Sea of Tranquility staff writer Carl Sederholm recently caught up via email with the guys from Secrets of the Sky. For readers who don't know this band yet, their debut album To Sail Black Waters comes out internationally in early October 2013. The band also begins a tour on October 4th. The early reviews of To Sail Black Waters have been positive all around. Be sure to check out our review as well.
SoT: To Sail Black Waters is already getting lots of positive press (including from our site) and it hasn't even come out yet. What are people saying about the album in general? What do you hope fans will think about the album?
Clayton Bartholomew (Guitars/Keys): First off, thanks to you and SOT for reviewing the record… you really nailed a lot of things, seems like you got what we were trying to do for the most part. I think a lot of folks have agreed that it is the kind of album that should be listened to from start to finish in order to be fully appreciated. All the reviews so far have been very kind and most have mentioned that we tend to cross genre boundaries fairly often but that it doesn't seem forced- which is a nice compliment considering we didn't have genres in mind during the writing.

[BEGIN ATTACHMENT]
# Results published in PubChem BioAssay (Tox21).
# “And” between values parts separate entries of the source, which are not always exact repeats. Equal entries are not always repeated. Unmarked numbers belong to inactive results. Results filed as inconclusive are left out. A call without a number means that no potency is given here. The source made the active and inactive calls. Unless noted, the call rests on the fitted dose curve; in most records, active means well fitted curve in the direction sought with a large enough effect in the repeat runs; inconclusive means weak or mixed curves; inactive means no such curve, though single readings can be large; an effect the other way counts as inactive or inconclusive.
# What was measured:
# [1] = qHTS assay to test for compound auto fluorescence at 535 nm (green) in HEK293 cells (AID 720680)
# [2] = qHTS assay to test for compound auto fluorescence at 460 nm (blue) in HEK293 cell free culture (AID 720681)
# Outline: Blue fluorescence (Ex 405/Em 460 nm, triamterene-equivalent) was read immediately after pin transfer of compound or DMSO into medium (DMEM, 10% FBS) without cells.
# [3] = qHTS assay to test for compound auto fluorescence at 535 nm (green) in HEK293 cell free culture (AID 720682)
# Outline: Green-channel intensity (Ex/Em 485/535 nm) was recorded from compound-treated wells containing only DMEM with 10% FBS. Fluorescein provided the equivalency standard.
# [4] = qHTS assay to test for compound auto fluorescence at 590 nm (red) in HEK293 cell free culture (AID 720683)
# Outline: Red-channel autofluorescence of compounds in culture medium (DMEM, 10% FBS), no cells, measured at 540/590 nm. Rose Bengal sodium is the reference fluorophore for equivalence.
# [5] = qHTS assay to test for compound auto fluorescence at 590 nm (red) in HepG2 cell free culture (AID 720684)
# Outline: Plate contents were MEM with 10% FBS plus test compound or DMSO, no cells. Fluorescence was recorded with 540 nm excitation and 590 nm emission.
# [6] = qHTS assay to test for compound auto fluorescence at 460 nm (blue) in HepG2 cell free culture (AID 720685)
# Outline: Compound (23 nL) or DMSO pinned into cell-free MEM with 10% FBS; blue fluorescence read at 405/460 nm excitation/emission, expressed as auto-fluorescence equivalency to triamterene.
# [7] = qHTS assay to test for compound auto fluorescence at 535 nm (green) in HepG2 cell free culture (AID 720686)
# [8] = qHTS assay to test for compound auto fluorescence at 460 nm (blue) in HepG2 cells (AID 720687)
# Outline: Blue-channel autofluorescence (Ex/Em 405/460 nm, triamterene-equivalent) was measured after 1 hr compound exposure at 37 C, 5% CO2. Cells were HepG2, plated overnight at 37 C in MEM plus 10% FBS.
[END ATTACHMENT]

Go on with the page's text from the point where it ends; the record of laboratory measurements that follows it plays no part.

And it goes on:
SoT: What were your thoughts about the album and the music while you were writing and recording it? Did you ever think you had something that would be so strongly received?
Clayton: We started writing this record back in 2011 and finished recording it in late 2012. I think Chris (Anderson, guitars/keys) and myself along with Lance (Lea, drums) had most of the music worked out prior to finding Garett for vocals as well as rounding out the line up with Andy (Green, guitars) and Ryan (Healy, bass). We definitely wrote the music to tell a story instrumentally and at first flirted with the idea of keeping it free of vocals… so we had dynamics and feeling as a high priority while writing. Ultimately, getting Garett on board brought out all these new aspects and really helped tie the whole thing together. To be honest, we weren't sure if people would like it or not. It really isn't a doom album… or a black metal album… or prog for that matter. So I guess there may have been some doubt, at least on my part, as to whether people would accept it for what it is. Even if nobody liked it and it got completely slagged, we still wrote the record for ourselves and we are all still happy with it which is most important. The fact that people are actually really digging it and getting what we set out to do is amazing and humbling.